While some people may think that an analysis of peace has been exhausted because there is an over-riding assumption that there will never be peace, such an assumption is based upon an assumption derived from the cognitive profile of those whose brains do not think beyond the quantity of "two" such as describing peace as being a representative state of existence without war. In other words, they have difficulty seeing past this dichotomy because their brains are chained to a two-patterned orientation... even if they use multiple examples as a means of suggesting to themselves they think beyond the basic cognitive pattern of two. And though one can provide multiple types of alternative ways in looking at an analysis of peace, all of them are subjected to personal forms of reductionism so as to construct yet another pattern-of-two for those whose mentality recurringly subject their perceptions to this formula. Nonetheless, for those whose minds actually are more receptive to alternative perceptions of analytical inquiry, let us look at another "vibration" representation in terms of physical sensation such as touch, as opposed to a strict auditory form, and follow it with additional references such as pointing out how vibration is linked to repetition which results in unfavorable medical conditions, and must be considered as much a problem of vibration as can the repetition of analysis which lead humanity no where:


Vibration reception


Adaptation and recovery occur most rapidly among touch receptors, and they tend to respond well to repeated stimulation, even of relatively high frequency. Thus, a person can feel whether an object is vibrating; above a threshold frequency of about 15 cycles per second (cps), discretely perceived tactual stimuli seem to fuse into a quite new and distinct vibratory sensation. The upper frequency limit of this vibration sense is found at several thousand cps among normal individuals, with sensitivity being maximal in the range of 200 cps (above a threshold amplitude of about 100 millimicrons). Just as pitch is discriminated in hearing, differences of about 12 to 15 percent in vibration frequencies can be distinguished by most people.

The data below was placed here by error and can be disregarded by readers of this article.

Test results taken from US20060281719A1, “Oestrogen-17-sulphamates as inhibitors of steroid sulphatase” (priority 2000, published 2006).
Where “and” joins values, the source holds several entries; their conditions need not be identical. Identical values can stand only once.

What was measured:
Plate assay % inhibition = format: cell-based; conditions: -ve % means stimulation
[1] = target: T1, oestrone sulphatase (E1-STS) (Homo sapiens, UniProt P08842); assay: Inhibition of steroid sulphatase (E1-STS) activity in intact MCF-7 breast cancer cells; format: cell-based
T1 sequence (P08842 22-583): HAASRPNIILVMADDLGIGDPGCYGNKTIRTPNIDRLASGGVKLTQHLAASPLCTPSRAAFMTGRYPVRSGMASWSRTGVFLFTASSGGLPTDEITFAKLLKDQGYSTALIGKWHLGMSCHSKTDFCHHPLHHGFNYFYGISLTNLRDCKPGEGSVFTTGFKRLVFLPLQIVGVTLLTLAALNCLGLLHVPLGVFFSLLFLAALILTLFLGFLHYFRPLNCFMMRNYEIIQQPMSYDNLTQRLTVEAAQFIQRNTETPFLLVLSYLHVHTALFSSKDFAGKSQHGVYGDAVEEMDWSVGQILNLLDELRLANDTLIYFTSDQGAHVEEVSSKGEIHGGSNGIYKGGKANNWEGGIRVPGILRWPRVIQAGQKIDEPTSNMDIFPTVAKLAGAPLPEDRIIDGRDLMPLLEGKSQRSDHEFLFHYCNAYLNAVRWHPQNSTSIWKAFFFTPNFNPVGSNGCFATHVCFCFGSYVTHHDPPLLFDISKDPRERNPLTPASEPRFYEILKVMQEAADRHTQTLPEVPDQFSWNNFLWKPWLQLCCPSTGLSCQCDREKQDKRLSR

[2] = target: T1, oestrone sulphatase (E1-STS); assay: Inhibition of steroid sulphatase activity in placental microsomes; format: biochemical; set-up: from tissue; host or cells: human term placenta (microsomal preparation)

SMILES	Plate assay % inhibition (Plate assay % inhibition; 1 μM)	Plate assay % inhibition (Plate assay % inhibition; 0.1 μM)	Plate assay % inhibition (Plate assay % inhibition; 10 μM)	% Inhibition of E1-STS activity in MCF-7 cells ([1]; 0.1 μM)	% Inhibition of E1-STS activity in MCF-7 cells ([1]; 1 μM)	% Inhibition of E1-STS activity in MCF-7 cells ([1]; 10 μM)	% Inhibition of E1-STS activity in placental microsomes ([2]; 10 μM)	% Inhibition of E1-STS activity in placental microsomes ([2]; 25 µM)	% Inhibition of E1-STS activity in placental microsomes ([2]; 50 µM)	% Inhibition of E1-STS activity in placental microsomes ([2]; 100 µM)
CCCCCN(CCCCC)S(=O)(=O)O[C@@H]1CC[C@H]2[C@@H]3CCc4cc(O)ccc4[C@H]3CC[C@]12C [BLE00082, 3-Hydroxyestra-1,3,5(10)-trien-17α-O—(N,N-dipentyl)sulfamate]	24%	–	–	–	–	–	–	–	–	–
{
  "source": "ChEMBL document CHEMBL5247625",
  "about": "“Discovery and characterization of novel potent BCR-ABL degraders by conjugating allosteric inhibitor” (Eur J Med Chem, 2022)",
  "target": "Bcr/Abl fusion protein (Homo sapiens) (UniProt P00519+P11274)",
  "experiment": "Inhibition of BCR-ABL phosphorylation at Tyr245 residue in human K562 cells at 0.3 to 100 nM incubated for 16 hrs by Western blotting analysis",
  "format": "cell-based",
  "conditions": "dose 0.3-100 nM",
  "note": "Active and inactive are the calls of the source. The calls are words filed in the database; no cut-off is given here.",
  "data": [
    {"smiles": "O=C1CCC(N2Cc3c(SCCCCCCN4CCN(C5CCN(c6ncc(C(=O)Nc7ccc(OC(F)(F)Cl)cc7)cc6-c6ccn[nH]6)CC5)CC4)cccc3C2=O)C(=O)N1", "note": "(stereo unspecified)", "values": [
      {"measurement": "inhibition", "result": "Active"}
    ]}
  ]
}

Vibration sensitivity is not limited to man; fish, for instance, also may respond to low-frequency water vibrations with tactile receptors. In addition, several kinds of animals have special vibration receptors. In some insects, a group of specialized structures (chordotonal sensilla) in the upper part of each tibial segment of the leg signal vibrations from the ground below. In the cockroach, the threshold amplitude for vibrational stimuli of this kind has been found to be less than 0.1 millimicron. Birds have special receptors (corpuscles of Herbst in the tibiotarsal bone of the leg) with which they can detect slight vibrations of the twig or branch on which they sit. Perhaps birds are alerted at night in this way to approaching predators; maximal sensitivity is at about 800 cps, and the threshold amplitude is close to 20 millimicrons. Spiders also use their vibration sense to locate prey in the web.


Sven Dijkgraaf: Emeritus Professor of Comparative Physiology, State University of Utrecht, The Netherlands.

Source: "Mechanoreception." Encyclopædia Britannica Ultimate Reference Suite, 2013.


Vibration (Occupational disease)